Contributing to the chaos were violent clan wars with the remaining people fighting over the newly available lands of the deceased, bringing further famine and death among the dwindling population.
The first Christian missionary, Eugène Eyraud, arrived in January 1864 and spent most of that year on the island; but mass conversion of the Rapa Nui only came after his return in 1866 with Father Hippolyte Roussel and shortly after two others arrived with Captain Jean-Baptiste Dutrou-Bornier. Eyraud was suffering from phthisis (tuberculosis) when he returned and in 1867, tuberculosis raged over the island, taking a quarter of the island's remaining population of 1,200 including the last member of the island's royal family, the 13-year-old Manu Rangi. Eyraud died of tuberculosis in August 1868, by which time the entire Rapa Nui population had become Roman Catholic.
Jean-Baptiste Dutrou-Bornier – who had served as an artillery officer in the Crimean War, but was later arrested in Peru, accused of arms dealing and sentenced to death, to be released after intervention from the French consul – first came to Easter Island in 1866 when he transported two missionaries there, returned in 1867 to recruit laborers for coconut plantations, and then came again for good in April 1868, burning the yacht he had arrived in. He was to have a long-lasting impact on the island.
Dutrou-Bornier set up residence at Mataveri, aiming to cleanse the island of most of the Rapa Nui and turn the island into a sheep ranch. He married Koreto, a Rapa Nui, and appointed her Queen, tried to persuade France to make the island a protectorate, and recruited a faction of Rapa Nui whom he allowed to abandon their Christianity and revert to their previous faith. With rifles, a cannon, and hut burning supporters, he ran the island for several years.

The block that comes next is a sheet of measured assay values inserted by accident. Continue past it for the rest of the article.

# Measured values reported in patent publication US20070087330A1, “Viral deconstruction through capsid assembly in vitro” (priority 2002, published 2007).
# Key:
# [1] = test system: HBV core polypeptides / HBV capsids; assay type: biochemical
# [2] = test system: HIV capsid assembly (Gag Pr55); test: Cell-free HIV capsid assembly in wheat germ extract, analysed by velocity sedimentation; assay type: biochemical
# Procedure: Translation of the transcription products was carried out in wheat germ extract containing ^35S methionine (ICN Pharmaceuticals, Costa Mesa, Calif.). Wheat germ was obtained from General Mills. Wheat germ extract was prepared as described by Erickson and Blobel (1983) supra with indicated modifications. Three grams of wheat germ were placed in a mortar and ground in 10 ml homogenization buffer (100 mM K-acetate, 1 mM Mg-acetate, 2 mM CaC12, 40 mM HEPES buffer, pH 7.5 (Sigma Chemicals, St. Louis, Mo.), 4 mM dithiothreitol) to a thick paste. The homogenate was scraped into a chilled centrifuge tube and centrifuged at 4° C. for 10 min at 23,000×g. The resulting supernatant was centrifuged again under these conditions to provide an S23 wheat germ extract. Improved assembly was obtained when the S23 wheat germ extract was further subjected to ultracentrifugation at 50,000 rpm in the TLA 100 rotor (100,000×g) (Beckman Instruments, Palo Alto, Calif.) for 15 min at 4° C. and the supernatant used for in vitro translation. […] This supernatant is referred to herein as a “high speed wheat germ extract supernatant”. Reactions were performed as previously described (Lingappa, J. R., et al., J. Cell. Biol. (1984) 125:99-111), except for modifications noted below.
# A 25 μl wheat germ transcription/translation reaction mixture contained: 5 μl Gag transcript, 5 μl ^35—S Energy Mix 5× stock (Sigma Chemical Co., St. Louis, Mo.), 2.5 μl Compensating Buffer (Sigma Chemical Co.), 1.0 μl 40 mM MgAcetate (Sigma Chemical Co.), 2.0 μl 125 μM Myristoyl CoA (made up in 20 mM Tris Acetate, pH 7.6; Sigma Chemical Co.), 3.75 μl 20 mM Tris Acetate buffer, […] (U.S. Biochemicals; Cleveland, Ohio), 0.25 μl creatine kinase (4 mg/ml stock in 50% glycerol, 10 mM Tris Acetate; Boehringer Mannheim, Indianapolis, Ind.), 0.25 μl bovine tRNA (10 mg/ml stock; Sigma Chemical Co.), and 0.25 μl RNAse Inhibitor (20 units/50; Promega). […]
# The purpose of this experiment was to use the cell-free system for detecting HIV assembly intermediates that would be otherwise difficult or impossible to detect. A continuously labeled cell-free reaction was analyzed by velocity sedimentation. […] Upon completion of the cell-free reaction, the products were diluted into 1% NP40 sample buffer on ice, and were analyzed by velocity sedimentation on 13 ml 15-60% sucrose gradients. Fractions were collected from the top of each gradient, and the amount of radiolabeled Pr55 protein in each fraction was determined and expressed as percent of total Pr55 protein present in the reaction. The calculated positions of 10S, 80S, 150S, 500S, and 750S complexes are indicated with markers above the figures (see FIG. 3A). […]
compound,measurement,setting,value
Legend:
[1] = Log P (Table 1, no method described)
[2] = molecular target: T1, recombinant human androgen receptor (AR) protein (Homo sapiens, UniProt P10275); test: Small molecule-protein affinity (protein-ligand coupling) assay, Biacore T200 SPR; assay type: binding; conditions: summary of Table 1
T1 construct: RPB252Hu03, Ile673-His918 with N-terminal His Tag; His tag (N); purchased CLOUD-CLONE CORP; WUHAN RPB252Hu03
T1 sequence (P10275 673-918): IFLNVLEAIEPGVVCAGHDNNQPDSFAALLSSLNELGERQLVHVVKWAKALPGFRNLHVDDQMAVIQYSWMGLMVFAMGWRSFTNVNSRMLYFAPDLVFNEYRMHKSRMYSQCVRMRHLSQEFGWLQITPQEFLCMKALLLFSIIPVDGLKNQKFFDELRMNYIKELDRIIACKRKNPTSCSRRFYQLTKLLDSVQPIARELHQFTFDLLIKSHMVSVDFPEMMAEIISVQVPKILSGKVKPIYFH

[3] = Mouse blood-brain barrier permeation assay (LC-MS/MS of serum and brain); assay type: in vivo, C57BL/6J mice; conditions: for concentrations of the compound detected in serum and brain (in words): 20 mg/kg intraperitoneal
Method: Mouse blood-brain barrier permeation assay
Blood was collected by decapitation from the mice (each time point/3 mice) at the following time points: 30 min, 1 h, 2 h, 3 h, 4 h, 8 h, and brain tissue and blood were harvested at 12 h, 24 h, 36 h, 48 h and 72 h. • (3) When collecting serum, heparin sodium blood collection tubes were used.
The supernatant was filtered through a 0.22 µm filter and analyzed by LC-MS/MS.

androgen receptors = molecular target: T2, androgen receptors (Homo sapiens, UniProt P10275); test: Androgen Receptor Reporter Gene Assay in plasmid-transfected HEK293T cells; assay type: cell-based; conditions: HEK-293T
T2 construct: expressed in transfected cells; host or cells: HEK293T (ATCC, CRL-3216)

Dutrou-Bornier bought up all of the island apart from the missionaries' area around Hanga Roa and moved a couple hundred Rapa Nui to Tahiti to work for his backers. In 1871 the missionaries, having fallen out with Dutrou-Bornier, evacuated 275 Rapa Nui to Mangareva and Tahiti, leaving only 230 on the island. Those who remained were mostly older men. Six years later, there were just 111 people living on Easter Island, and only 36 of them had any offspring.
In 1876 Dutrou-Bornier was murdered in an argument over a dress, though his kidnapping of pubescent girls may also have motivated his killers.
From that point on and into the present day, the island's population slowly recovered. But with over 97% of the population dead or left in less than a decade, much of the island's cultural knowledge had been lost.